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Apprenticeships must be a vehicle for developing digital skills

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This National Apprenticeship Week, Andy Cotgreave, Senior Director at Tableau Software and co-author of The Big Book of Dashboards, argues that an important theme of this week should be how we make it easier for young people and other individuals in work to gain digital skills.

Tableau partners with digital transformation and leadership training specialist AVADO, and are developing a new range of interactive courses designed to help organisations and individuals upskill and become more data literate.

Currently being piloted by several UK companies, the Data Analytics apprenticeship, via AVADO’s apprenticeship business, Arch, is the first course to launch in the UK, in partnership with Tableau.

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“Apprenticeship Week is another valuable opportunity to celebrate how important workplace training is for the country. But, it is a serious concern that the government and businesses are spending funds on training that may not prepare our young people and workers for the present day of digital working, let alone the future.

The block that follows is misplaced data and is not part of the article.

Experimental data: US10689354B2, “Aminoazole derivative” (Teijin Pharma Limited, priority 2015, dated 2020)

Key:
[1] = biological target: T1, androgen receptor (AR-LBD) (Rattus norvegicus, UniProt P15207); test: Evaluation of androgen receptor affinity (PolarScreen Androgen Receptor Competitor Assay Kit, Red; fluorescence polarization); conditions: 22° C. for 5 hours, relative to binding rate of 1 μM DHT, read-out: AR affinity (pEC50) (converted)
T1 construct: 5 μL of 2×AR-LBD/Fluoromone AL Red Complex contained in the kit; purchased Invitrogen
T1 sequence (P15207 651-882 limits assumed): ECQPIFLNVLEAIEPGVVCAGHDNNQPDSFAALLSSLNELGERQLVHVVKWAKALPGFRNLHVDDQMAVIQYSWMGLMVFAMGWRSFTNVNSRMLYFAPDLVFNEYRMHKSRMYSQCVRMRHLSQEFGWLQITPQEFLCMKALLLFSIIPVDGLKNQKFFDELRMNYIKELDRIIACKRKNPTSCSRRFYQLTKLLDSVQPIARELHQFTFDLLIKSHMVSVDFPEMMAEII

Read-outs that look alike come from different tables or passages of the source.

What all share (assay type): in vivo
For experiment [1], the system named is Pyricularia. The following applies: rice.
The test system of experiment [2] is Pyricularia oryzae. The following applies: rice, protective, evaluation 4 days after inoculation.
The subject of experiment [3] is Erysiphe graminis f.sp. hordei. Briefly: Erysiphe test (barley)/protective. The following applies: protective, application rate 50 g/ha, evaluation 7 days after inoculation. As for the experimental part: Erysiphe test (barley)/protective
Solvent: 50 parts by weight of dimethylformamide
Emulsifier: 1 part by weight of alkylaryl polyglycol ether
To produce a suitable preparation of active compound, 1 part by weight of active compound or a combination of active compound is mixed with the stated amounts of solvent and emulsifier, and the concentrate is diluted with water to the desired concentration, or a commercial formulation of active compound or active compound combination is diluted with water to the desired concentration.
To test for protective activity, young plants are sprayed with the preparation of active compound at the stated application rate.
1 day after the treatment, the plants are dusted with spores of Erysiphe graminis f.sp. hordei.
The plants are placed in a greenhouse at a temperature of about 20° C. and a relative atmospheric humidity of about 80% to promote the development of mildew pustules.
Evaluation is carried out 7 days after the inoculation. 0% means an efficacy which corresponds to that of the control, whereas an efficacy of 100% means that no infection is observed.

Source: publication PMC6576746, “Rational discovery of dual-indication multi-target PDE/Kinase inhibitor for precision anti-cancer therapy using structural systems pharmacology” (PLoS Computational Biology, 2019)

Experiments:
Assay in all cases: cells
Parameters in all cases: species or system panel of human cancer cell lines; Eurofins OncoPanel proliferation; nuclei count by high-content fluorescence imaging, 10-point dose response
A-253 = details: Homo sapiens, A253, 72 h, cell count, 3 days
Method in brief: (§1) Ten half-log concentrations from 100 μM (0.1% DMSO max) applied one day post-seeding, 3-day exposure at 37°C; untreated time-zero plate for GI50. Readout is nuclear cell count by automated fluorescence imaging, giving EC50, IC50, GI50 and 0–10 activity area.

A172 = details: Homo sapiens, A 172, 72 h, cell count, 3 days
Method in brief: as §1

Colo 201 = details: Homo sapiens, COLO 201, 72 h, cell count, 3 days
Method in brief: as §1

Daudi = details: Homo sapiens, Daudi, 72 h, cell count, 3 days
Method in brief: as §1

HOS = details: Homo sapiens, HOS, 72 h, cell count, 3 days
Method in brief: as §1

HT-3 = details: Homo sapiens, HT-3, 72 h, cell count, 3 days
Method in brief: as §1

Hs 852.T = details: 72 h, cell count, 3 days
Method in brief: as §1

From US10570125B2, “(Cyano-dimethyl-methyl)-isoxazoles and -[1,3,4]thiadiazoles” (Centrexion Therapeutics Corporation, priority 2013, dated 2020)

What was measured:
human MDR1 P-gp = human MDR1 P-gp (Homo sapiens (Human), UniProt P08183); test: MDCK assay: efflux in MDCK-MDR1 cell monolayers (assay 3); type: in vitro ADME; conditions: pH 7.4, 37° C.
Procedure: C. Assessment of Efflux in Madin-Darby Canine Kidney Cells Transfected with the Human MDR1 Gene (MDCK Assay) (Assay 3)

“Last week’s City and Guild’s freedom of information report highlighted how too much of the levy is unspent or spent on legacy training. The digital skills shortage is so acute that we need imaginative ways to ensure more people coming into, or who are already in work, have the data skills that are increasingly needed by our commercial and public sector bodies. Fortunately, there are initiatives by Tableau and training organisations like AVADO to partner with businesses to ensure apprenticeships can be a successful vehicle for developing a digital skills base that’s productive, creative and more than fit for purpose.

“Of course, not all apprenticeships should be about data skills, but an important theme of this week should be how we make it easier for young people and other individuals in work to gain digital skills, especially as the scope of work is being disrupted by greater automation and machine intelligence. We must show how data skills are important in non-technical fields, break down any barriers between arts and technical disciplines, and enable democratisation of data analytics at work through ensuring that technology is accessible, intuitive and rewarding to use.”

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